Marketwatch: Laser trimming meets IC manufacturing demands
As consumer products pack higher and higher levels of functionality into smaller and smaller designs and manufacturers rely on increasingly miniaturized integrated circuits, laser trimmingand its unique ability to eliminate test pads and create more space on the die for circuitsis experiencing a rebirth.
William Witt Bloomstein
As consumer products pack higher and higher levels of functionality into smaller and smaller designs and manufacturers rely on increasingly miniaturized integrated circuits, laser trimming—and its unique ability to eliminate test pads and create more space on the die for circuits—is experiencing a rebirth. More than 70% of the world's analog-semiconductor companies use laser-based trimming and link-blowing in thin-film semiconductor and silicon manufacturing. In addition, advances in areas such as diode-pumped solid-state lasers and software tools have boosted trimming accuracy, as well as system flexibility and reliability, in the current generation of laser-based trimming systems.
"Today's demand for smaller electronic products is driving semiconductor lithography into linewidths in the half-micron range," explains Don Smart, senior scientist, GSI Lumonics (Wilmington, MA). "Closer wiring means smaller circuits on a wafer without having to increase fab costs."
Shedding traditional image
Traditionally, lasers have been associated more with maintenance, accuracy, and cost problems than with anything else. "From both an engineering and reliability standpoint, lasers in the early 1980s were often costly and maintenance-intensive," remembers Ron Erhardt, manager of test engineering, TelCom Semiconductor Inc. (Mountain View, CA). "The older arc-lamp lasers weren't as precise as they needed to be. But with the advent of new diode-pumped laser technology, everything has changed."
TelCom, a precision analog-semiconductor manufacturer, uses several diode-pumped laser systems for laser link-blowing (fuse cutting) for a range of analog- and mixed-signal ICs used in power and thermal management, such as notebooks, cell phones, and other consumer devices. "When we brought in the first diode-pumped laser, there were a lot of fears based on past experience," notes Erhardt. "We had to go through a lengthy cost justification. But it was completely worth it. More than 30% of our products in design are now being planned specifically for laser trim."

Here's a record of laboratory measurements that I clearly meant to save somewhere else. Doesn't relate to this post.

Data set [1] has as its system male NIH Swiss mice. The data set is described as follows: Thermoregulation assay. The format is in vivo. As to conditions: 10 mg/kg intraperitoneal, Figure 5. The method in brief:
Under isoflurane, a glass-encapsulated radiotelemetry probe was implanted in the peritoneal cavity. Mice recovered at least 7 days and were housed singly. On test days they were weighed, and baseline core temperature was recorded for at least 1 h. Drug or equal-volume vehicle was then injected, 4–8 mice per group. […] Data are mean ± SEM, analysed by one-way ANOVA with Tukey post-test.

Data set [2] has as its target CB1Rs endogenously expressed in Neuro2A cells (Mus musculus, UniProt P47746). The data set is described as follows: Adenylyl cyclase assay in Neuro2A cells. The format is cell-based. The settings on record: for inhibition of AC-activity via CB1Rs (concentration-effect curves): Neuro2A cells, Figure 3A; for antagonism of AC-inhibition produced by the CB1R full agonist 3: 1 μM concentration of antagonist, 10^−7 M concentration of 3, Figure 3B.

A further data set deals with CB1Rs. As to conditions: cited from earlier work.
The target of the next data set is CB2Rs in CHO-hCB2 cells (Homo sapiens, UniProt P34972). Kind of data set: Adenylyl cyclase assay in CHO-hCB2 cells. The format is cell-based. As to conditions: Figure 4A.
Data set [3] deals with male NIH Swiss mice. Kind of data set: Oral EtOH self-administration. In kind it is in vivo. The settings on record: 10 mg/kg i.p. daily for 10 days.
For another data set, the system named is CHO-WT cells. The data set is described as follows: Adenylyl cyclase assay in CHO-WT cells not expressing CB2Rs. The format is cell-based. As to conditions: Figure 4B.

Enabling higher densities
Among the many benefits associated with using laser systems, the core is a premise that by using laser link-blowing or trimming, real estate dedicated to test pads can be freed up for higher device functionality and/or die size reduction, lowering overall process costs. "With laser trimming, we're making miniaturized parts that we couldn't otherwise make," says Fred Mapplebeck, manager, trim technology development, Analog Devices Inc. (Norwood, MA).
A manufacturer of precision integrated circuits used in analog- and digital-signal processing, Analog Devices currently deploys a large number of laser systems around the world linked to test equipment (as an integral part of the process) and to their manufacturing network to collect data for continuous quality control. "Using laser trimming (as opposed to link-blowing), we're tightening parameters to specifications that we couldn't guarantee through the traditional wafer-manufacturing process," says Mapplebeck. "To pack so much functionality into such small circuitry, the finishing touch requires laser trimming.
"The difference in lasers today is their exceptional positioning accuracy," he continues. "Previously, we had to constantly fine-tune the laser's position for every device type. Today's lasers offer fourth-generation technology with galvanometer positioning systems that are driven by high-performance digital-to-analog converters (DACs). As DAC technology has improved, so has laser accuracy."
Among the technical advantages of laser trimming and laser link-blowing, resolution can be adjusted with a greater granularity, more circuits can be placed in a given amount of space, and functionality can be boosted while dies continue to shrink. "Take the typical analog circuit," explains TelCom's Erhardt. "It requires six to eight test pads if you blow fuses electrically—each pad about 120 µm. With laser link-blowing, you can eliminate five to seven of those test pads per circuit. If you're working in 6/10-µm geometry, that is 25% to 30% of the die area that is now available for added functionality."
Boosting delivery speeds
For some manufacturers, laser processing offers a solid productivity boost; for others, it is the only practical way of making the device. Erhardt notes a third strategic benefit—faster order shipments. "We can now manufacture a single mask containing the 'generic' circuit designs of a commonly ordered device," he says. "We can fab thousands of these wafers at a single run without determining final device functionality. These wafers then sit in the probe area. When we receive a customer order, we can blow fuses to create the required functionality and get these finished devices to our customers fast. Rather than the traditional six to eight weeks, we can now ship volume orders—built to precise customers' specifications—in one-half the time. This also adds a significant control parameter to our inventory."
For companies such as Analog Devices and TelCom, shipping customer orders on time is often the difference between winning or losing the account. Erhardt says, "We're all fighting the same battle. Our customers want smaller and smaller devices. The only way to go is submicron technology and laser trim."
WILLIAM WITT BLOOMSTEIN, based in Cambridge, MA, is a writer specializing in high technology.